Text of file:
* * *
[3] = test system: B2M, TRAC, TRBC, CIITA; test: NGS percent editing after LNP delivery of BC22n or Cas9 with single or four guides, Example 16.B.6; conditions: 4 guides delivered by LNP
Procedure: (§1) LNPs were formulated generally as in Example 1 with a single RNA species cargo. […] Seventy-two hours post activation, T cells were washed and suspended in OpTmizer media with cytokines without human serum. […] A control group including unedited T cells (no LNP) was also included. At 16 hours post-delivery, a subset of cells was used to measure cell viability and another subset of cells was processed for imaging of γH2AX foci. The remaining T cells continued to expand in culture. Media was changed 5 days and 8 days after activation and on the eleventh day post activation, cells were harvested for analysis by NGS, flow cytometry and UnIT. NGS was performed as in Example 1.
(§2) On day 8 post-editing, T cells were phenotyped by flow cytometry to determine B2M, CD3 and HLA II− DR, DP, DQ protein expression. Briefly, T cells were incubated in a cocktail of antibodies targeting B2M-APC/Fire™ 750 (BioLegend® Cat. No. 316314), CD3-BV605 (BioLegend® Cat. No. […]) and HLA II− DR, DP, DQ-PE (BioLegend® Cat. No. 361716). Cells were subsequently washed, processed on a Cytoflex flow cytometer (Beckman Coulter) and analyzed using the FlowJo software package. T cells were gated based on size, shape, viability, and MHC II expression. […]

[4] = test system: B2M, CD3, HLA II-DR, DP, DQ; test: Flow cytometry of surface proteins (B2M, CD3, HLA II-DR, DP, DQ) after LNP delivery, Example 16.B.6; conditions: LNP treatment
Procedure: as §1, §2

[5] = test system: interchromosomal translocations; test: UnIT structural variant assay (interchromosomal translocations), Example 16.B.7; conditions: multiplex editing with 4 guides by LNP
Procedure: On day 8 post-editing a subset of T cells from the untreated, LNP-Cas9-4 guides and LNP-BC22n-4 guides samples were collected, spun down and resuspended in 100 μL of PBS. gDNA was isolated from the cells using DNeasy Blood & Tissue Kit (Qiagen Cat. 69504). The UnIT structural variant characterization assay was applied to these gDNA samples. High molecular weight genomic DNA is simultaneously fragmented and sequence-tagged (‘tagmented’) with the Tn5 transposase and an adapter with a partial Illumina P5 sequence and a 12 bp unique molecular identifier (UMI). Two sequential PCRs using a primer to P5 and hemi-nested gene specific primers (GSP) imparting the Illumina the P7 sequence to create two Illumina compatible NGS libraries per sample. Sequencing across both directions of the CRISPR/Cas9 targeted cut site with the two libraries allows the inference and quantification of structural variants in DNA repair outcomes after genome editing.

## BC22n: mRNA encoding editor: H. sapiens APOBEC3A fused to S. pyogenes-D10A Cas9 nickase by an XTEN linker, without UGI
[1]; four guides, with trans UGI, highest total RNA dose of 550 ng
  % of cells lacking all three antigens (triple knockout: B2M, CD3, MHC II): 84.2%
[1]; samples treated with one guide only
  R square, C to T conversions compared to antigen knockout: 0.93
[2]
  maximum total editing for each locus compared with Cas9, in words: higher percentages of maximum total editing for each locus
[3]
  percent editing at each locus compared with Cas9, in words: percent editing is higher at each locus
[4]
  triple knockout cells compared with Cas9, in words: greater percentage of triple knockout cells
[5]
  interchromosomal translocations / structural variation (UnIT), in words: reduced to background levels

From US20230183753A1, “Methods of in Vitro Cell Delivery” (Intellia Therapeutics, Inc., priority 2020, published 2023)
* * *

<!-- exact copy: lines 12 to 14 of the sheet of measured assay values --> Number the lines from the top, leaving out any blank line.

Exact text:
  R square, C to T conversions compared to antigen knockout: 0.93
[2]
  maximum total editing for each locus compared with Cas9, in words: higher percentages of maximum total editing for each locus